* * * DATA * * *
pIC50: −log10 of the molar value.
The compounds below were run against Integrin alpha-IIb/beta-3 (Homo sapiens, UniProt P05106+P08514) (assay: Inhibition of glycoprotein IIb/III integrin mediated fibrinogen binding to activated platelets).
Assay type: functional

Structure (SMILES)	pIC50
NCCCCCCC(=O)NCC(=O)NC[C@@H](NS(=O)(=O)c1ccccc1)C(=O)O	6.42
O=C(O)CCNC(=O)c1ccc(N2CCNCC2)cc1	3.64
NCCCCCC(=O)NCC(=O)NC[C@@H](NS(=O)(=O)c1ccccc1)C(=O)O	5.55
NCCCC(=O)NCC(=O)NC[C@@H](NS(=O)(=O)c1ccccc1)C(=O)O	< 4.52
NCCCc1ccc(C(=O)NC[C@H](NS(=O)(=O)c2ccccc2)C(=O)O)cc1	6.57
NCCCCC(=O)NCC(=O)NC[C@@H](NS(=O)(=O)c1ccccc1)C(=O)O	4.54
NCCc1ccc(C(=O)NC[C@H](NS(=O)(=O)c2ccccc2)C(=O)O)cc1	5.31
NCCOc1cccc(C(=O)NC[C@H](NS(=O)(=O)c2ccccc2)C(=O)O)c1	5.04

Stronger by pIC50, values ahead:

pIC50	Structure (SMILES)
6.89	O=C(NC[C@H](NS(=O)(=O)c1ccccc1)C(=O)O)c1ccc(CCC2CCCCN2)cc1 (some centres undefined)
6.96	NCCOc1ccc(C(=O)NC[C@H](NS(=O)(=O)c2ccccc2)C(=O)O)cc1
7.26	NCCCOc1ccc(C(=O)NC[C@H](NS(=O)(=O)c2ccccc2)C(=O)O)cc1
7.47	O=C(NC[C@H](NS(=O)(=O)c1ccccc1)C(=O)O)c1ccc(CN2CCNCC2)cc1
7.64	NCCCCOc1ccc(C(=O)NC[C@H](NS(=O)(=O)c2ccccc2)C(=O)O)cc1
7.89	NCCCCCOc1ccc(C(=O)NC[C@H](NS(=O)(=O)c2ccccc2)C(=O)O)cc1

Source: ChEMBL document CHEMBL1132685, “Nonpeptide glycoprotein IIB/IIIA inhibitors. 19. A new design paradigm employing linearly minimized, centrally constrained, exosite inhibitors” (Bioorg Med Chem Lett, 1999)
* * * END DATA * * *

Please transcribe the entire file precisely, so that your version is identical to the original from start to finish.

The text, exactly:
pIC50: −log10 of the molar value.
The compounds below were run against Integrin alpha-IIb/beta-3 (Homo sapiens, UniProt P05106+P08514) (assay: Inhibition of glycoprotein IIb/III integrin mediated fibrinogen binding to activated platelets).
Assay type: functional

Structure (SMILES)	pIC50
NCCCCCCC(=O)NCC(=O)NC[C@@H](NS(=O)(=O)c1ccccc1)C(=O)O	6.42
O=C(O)CCNC(=O)c1ccc(N2CCNCC2)cc1	3.64
NCCCCCC(=O)NCC(=O)NC[C@@H](NS(=O)(=O)c1ccccc1)C(=O)O	5.55
NCCCC(=O)NCC(=O)NC[C@@H](NS(=O)(=O)c1ccccc1)C(=O)O	< 4.52
NCCCc1ccc(C(=O)NC[C@H](NS(=O)(=O)c2ccccc2)C(=O)O)cc1	6.57
NCCCCC(=O)NCC(=O)NC[C@@H](NS(=O)(=O)c1ccccc1)C(=O)O	4.54
NCCc1ccc(C(=O)NC[C@H](NS(=O)(=O)c2ccccc2)C(=O)O)cc1	5.31
NCCOc1cccc(C(=O)NC[C@H](NS(=O)(=O)c2ccccc2)C(=O)O)c1	5.04

Stronger by pIC50, values ahead:

pIC50	Structure (SMILES)
6.89	O=C(NC[C@H](NS(=O)(=O)c1ccccc1)C(=O)O)c1ccc(CCC2CCCCN2)cc1 (some centres undefined)
6.96	NCCOc1ccc(C(=O)NC[C@H](NS(=O)(=O)c2ccccc2)C(=O)O)cc1
7.26	NCCCOc1ccc(C(=O)NC[C@H](NS(=O)(=O)c2ccccc2)C(=O)O)cc1
7.47	O=C(NC[C@H](NS(=O)(=O)c1ccccc1)C(=O)O)c1ccc(CN2CCNCC2)cc1
7.64	NCCCCOc1ccc(C(=O)NC[C@H](NS(=O)(=O)c2ccccc2)C(=O)O)cc1
7.89	NCCCCCOc1ccc(C(=O)NC[C@H](NS(=O)(=O)c2ccccc2)C(=O)O)cc1

Source: ChEMBL document CHEMBL1132685, “Nonpeptide glycoprotein IIB/IIIA inhibitors. 19. A new design paradigm employing linearly minimized, centrally constrained, exosite inhibitors” (Bioorg Med Chem Lett, 1999)